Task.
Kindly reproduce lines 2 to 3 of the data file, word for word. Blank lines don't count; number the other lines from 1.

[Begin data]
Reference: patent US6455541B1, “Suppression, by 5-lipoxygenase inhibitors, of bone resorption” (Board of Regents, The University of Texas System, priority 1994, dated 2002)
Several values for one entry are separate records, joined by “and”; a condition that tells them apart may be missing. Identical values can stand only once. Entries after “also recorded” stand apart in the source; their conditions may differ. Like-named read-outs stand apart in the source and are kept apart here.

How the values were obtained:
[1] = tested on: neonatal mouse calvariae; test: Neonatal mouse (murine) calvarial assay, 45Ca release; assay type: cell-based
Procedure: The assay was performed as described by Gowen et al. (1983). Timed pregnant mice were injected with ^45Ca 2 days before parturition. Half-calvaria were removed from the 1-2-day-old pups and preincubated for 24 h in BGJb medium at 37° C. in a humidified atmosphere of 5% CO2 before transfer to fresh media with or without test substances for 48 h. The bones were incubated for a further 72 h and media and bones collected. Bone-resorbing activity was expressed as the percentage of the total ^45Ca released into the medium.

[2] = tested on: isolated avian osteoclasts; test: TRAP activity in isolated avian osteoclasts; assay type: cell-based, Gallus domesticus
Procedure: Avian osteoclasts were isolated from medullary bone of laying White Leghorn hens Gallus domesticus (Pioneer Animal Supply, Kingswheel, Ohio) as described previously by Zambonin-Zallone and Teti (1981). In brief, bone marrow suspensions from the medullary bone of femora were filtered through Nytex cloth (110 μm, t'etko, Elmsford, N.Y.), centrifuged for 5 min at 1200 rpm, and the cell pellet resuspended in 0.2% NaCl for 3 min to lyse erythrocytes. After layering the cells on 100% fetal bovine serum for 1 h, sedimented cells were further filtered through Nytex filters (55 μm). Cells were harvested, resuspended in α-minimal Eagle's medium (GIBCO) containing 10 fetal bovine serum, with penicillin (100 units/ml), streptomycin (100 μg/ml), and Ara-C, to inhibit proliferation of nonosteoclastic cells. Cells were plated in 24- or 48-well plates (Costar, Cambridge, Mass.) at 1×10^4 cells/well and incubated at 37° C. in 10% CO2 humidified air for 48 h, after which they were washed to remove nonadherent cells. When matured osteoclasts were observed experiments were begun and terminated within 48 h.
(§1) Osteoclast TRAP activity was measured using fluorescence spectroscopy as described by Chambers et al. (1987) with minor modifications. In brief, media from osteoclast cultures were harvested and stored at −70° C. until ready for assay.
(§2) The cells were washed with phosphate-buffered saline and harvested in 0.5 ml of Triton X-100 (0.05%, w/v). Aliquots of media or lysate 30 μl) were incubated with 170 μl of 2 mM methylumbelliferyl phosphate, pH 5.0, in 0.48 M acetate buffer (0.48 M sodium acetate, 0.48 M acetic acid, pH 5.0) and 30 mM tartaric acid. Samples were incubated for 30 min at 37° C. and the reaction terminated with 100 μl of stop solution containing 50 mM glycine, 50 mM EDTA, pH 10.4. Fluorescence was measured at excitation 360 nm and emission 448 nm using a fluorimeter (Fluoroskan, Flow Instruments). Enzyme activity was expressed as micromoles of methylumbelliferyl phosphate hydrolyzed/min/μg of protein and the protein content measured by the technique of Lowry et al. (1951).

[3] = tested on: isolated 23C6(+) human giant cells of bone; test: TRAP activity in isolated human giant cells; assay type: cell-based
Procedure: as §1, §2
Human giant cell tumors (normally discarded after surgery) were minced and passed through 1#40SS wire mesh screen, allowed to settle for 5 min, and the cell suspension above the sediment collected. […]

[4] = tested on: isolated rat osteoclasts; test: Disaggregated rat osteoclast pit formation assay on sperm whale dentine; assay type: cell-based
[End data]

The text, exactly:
Several values for one entry are separate records, joined by “and”; a condition that tells them apart may be missing. Identical values can stand only once. Entries after “also recorded” stand apart in the source; their conditions may differ. Like-named read-outs stand apart in the source and are kept apart here.

How the values were obtained: